Links between the immune system and the brain grow ever stronger.
The study of human social behavior is a dense and difficult endeavor.
It calls for expertise in a range of disciplines, from psychology to sociology and neuroscience to ethnology.
Following the research covered below, that list of specialties may soon include immunology.
Until relatively recently, the brain and immune system were considered to work in isolation from each other. This is now known not to be the case.
A team of researchers from the University of Virginia (UVA) School of Medicine has gone one step further, showing that the immune system not only affects social behavior, it might even exert control over it.
The brain and the immune system
Although certain observations seemed to point to a link between the immune system and neurological functioning - psychological stress slows wound healing, for instance - it was not until the 1970s that the picture became clearer. Robert Ader demonstrated that an immune response could be conditioned in rats, proving once and for all that there were intimate ties between the two systems.
Since those early days, a new discipline, sometimes referred to as psychoneuroimmunology, has sprung up to study this fascinating field.
An investigation carried out last year by Jonathan Kipnis, Ph.D., chairman of UVA's Department of Neuroscience, uncovered further connections between the brain and immune system. Specifically, they found links between the vessels of the meninges (layers of tissue that coat the central nervous system) and the lymphatic system (an immune highway).
This discovery reversed the common belief that the brain was "immune privileged" and lacked direct communication between the two systems.
Kipnis's latest endeavor sheds even more light on brain-immune interaction. The team found that an immune molecule - interferon gamma - might play an important role in social behavior.
The relationship between people and pathogens
Interferon gamma is normally released in response to a pathogen attack, whether a virus, bacteria, or parasite. A number of animals, including zebrafish, flies, rats, and mice also activate interferon gamma when they are being social.
For the current study, the researchers blocked this molecule from taking effect in mice brains. This genetic modification caused hyperactivity in the brains of the animals. They became significantly less social. Once the molecule was reintroduced, brain connectivity returned to normal levels, and social behavior resumed.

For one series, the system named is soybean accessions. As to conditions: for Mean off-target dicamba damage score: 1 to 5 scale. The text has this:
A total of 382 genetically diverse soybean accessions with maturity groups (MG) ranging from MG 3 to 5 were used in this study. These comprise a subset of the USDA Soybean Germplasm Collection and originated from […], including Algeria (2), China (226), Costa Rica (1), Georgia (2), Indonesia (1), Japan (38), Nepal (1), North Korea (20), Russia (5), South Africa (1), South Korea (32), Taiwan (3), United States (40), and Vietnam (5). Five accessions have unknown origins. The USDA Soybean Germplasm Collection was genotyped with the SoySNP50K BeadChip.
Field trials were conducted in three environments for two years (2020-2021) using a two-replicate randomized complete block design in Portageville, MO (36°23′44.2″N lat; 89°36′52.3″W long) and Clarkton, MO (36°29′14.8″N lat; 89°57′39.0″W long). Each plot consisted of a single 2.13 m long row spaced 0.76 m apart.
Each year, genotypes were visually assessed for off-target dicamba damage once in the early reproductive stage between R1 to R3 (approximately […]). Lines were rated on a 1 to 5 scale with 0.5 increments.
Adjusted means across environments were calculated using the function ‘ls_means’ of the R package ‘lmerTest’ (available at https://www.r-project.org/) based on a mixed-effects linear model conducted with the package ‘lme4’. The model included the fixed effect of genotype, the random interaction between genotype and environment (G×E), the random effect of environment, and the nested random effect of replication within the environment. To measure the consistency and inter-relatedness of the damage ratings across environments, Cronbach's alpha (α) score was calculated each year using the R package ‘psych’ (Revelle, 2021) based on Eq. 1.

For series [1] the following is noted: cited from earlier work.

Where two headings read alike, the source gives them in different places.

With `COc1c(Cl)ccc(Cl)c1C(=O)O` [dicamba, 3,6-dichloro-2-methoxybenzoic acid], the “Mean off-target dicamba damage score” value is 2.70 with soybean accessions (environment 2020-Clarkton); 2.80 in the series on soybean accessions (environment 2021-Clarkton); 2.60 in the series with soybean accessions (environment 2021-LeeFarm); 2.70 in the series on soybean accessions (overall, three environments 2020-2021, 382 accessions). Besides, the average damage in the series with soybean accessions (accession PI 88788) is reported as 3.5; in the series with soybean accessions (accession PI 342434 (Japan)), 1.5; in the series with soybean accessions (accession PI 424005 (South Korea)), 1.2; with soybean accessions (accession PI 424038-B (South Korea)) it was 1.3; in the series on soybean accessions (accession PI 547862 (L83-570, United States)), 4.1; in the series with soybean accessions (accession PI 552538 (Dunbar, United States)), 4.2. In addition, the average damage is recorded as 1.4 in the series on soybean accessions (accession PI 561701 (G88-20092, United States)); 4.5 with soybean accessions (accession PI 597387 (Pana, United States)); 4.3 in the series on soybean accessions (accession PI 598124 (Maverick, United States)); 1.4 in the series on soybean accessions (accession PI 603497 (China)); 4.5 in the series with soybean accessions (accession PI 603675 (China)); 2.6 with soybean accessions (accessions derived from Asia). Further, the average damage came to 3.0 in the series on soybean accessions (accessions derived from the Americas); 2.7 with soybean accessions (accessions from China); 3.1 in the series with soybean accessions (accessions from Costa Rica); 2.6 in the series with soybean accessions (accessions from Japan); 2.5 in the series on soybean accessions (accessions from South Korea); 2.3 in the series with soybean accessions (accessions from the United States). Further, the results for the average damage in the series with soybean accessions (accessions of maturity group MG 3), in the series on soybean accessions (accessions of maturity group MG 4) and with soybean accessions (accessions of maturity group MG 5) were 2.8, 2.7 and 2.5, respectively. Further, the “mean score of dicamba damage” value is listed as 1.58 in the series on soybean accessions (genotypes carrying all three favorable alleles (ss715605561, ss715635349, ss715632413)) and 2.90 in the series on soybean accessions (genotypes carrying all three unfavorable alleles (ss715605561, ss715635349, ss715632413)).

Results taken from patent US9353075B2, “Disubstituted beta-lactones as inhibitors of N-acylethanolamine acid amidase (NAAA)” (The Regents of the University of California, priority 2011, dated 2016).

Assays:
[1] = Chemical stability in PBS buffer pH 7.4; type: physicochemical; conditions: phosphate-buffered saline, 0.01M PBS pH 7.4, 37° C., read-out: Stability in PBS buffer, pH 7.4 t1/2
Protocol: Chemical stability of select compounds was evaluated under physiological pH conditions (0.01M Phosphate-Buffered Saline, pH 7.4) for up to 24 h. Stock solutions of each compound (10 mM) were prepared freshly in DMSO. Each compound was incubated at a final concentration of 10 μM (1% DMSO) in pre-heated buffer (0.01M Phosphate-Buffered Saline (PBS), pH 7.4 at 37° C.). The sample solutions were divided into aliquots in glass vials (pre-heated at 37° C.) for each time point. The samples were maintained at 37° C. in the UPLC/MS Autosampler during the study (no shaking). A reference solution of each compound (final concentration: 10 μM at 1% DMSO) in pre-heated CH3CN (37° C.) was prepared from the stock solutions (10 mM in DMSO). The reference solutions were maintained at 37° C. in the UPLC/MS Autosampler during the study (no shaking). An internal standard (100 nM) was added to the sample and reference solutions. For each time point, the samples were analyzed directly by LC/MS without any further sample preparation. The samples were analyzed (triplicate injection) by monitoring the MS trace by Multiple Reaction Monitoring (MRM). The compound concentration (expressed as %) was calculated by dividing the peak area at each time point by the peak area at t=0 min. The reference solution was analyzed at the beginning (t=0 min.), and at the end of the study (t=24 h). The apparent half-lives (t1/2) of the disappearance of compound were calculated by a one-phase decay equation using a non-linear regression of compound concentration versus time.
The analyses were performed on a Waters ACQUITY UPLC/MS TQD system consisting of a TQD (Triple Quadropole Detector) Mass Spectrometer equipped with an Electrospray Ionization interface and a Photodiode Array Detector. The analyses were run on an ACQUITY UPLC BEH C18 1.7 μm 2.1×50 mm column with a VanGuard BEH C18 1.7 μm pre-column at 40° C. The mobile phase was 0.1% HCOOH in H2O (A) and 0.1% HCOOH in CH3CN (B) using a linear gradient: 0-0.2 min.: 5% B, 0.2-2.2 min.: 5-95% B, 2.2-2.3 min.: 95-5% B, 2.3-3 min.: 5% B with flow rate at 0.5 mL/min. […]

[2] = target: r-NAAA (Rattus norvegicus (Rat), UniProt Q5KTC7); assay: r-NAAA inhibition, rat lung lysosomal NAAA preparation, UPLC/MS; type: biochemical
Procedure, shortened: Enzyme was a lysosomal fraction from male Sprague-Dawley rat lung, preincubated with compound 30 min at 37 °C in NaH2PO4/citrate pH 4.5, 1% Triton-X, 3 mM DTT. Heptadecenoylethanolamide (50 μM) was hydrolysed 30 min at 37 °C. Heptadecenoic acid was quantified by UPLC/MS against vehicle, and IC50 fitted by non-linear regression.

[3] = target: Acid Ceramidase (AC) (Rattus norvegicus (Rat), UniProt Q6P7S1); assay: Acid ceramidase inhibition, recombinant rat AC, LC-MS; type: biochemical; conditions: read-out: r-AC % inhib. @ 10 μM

The findings hint at a wider role for the immune system in social interaction.
"It's extremely critical for an organism to be social for the survival of the species. It's important for foraging, sexual reproduction, gathering, hunting. So the hypothesis is that when organisms come together, you have a higher propensity to spread infection. So you need to be social, but [in doing so] you have a higher chance of spreading pathogens.
The idea is that interferon gamma, in evolution, has been used as a more efficient way to both boost social behavior while boosting an anti-pathogen response."
Lead author Anthony J. Filiano, Ph.D., Hartwell postdoctoral fellow
According to the researchers, an immune system that is not working correctly could be involved in social problems related to neurological and psychiatric disorders. This research is but the first step along what promises to be a bountiful path of discovery. The implications for autism and other conditions could be huge, but it is too early to make predictions.
The future of the brain-immune complex
Both neuroscience and immunology still hold many secrets, they are almost unimaginably complex; therefore, any interaction between the two is bound to take time to unpick.
No single molecule is likely to be responsible for a condition with a social dysfunction aspect, but the discovery that the immune system and, therefore, germs have some influence over social interaction opens new and exciting routes toward innovative interventions.
Kipnis told Medical News Today that he plans to follow this research up by investigating other immune molecules' effects on the brain and, eventually, how they impact human interaction.
MNT also asked how he expects this new area of research to pan out:
"I think the neuroscientists are more and more understanding that there is more to brain function than just neurons. [...] immune cells could be seen as the cooling system of your car. Without an engine, the car will not work, but, without the cooling system, the engine will get overheated and won't function for long either. "
Exactly how much influence the immune system has on brain development and function is yet to be uncovered. But, as Kipnis says, it is not just the clinical implications that are intriguing, also "the philosophical aspects of this work are very interesting."